Researchers make flexible electronic devices breakthrough
A team of researchers at Japan’s National Institute of Advanced Industrial Science and Technology (AIST) have developed a manufacturing technology for single-crystal thin films of organic semiconductors at arbitrary positions on the surface of sheets using a novel inkjet printing technique.
The technology allows improving performance of thin-film transistors (TFTs), indispensable building blocks for large-area electronics products such as flat displays. The performance is 100 times as high as that of TFTs fabricated by conventional printing methods.
Additionally, the films were confirmed to be single crystals using the facilities at High Energy Accelerator Research Organisation (KEK).
The printable electronics technology is expected to deliver lightweight, thin, and impact-resistant information terminal devices, such as flexible electronic devices, while at the same time saving energy and resources.
The researchers succeeded in producing single-crystal thin films of organic semiconductors with molecularly flat surfaces by the use of a novel "double-shot inkjet printing" technique. The technique uses alternating print deposition of microliquid droplets both of ink composed of a dissolved organic semiconductor and of another ink that prompts crystallisation of the organic semiconductor.
The organic TFTs based on this technology present mobility of 31.3 cm2/Vs, much higher than that of amorphous silicon TFTs that are used in the conventional liquid-crystal displays. The mobility value is also 100 times as high as that of organic TFTs produced by the conventional printing methods, and is the highest among organic TFTs reported so far.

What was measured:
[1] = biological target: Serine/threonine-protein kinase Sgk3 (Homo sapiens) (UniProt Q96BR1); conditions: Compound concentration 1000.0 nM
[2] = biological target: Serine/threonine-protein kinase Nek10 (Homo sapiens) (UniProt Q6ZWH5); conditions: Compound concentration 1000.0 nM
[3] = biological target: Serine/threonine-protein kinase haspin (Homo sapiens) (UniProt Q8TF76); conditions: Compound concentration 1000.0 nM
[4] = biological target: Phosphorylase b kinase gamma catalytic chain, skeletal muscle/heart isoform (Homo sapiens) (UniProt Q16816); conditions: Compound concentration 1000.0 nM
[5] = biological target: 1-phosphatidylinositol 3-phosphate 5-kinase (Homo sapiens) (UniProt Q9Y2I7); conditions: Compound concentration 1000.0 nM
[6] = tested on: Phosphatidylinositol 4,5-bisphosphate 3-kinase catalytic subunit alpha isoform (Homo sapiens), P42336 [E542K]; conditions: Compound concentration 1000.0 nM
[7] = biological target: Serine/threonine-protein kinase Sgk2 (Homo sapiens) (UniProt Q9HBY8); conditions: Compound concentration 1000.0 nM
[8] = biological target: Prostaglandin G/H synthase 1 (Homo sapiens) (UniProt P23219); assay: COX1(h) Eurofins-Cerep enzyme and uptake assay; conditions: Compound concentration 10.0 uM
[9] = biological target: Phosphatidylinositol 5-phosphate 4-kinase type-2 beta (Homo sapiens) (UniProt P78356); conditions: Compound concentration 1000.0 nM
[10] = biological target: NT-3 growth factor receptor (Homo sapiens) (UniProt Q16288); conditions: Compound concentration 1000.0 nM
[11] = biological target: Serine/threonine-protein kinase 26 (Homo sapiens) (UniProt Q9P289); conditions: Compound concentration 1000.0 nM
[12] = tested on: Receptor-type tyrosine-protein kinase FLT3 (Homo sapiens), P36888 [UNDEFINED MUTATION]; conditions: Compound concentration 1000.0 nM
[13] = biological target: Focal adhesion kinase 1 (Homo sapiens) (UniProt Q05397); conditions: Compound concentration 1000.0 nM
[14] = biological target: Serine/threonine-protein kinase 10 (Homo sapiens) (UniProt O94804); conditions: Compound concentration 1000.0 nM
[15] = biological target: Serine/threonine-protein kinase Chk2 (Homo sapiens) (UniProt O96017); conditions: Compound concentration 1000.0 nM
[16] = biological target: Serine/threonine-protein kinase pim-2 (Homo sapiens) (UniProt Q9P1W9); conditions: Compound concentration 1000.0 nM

It is expected that the technology will greatly accelerate the research and development of flexible electronic devices.
The printing technology, which is used to reproduce characters or pictures such as photographs on papers, already attracts considerable attention, since it can be used as a new manufacturing technology for electronic devices by the print production of fine electronic circuits at micrometre resolution on a sheet.
For example, replacing a vacuum film-formation process and lithography should make large-scale and high electricity-consuming vacuum facilities unnecessary in the production of large-area electronic devices such as flat displays.
Furthermore, the use of plastic sheets should lead to advances in lightweight, thin and impact-resistant characteristics for flexible electronics products.
AIST has been widely promoting the research and development of the printable electronics technology. One part of the R&D has focused on organic semiconductors which are soluble in organic solvents and can be processed at ambient pressure and temperature.
It is known for organic semiconductors that high-mobility devices are obtained by using highly-crystalline low-molecular-weight organic materials.
However, it is difficult to control the crystallisation of semiconductor materials in solution due to the convection flow and random crystallisation inside the droplets, so until now it has been considered to be extremely difficult to form a uniform semiconductor layer by conventional printing techniques.
In this study, the researchers developed the double-shot inkjet printing technique which uses alternating print deposition of microliquid droplets both of ink composed of a dissolved organic semiconductor and of another ink that prompts crystallisation of the organic semiconductor, and succeeded in producing single-crystal thin films of organic semiconductors with molecularly flat surfaces.
Moving forward the researchers plan to further optimise the printing conditions, semiconductor materials, and device structures, and improve the device performance and stability.
They also plan to manufacture high-performance active backplanes with the whole printing process, by combining the various printing techniques such as printing of metal wires and electrodes.
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